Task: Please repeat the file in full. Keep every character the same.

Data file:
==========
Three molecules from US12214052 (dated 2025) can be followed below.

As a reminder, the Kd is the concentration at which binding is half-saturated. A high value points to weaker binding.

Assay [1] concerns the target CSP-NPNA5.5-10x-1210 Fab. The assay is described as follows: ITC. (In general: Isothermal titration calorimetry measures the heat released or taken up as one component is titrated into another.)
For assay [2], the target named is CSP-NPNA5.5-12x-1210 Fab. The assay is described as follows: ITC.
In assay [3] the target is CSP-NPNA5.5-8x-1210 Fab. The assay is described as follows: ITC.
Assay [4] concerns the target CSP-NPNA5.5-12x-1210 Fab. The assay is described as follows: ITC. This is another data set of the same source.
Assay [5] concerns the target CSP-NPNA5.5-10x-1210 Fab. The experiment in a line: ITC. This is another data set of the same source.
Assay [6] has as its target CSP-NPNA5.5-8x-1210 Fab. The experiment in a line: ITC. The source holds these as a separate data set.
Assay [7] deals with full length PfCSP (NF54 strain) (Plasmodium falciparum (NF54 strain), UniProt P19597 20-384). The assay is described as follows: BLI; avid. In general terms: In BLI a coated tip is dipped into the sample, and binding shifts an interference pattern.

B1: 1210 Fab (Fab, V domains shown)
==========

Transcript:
Three molecules from US12214052 (dated 2025) can be followed below.

As a reminder, the Kd is the concentration at which binding is half-saturated. A high value points to weaker binding.

Assay [1] concerns the target CSP-NPNA5.5-10x-1210 Fab. The assay is described as follows: ITC. (In general: Isothermal titration calorimetry measures the heat released or taken up as one component is titrated into another.)
For assay [2], the target named is CSP-NPNA5.5-12x-1210 Fab. The assay is described as follows: ITC.
In assay [3] the target is CSP-NPNA5.5-8x-1210 Fab. The assay is described as follows: ITC.
Assay [4] concerns the target CSP-NPNA5.5-12x-1210 Fab. The assay is described as follows: ITC. This is another data set of the same source.
Assay [5] concerns the target CSP-NPNA5.5-10x-1210 Fab. The experiment in a line: ITC. This is another data set of the same source.
Assay [6] has as its target CSP-NPNA5.5-8x-1210 Fab. The experiment in a line: ITC. The source holds these as a separate data set.
Assay [7] deals with full length PfCSP (NF54 strain) (Plasmodium falciparum (NF54 strain), UniProt P19597 20-384). The assay is described as follows: BLI; avid. In general terms: In BLI a coated tip is dipped into the sample, and binding shifts an interference pattern.

B1: 1210 Fab (Fab, V domains shown)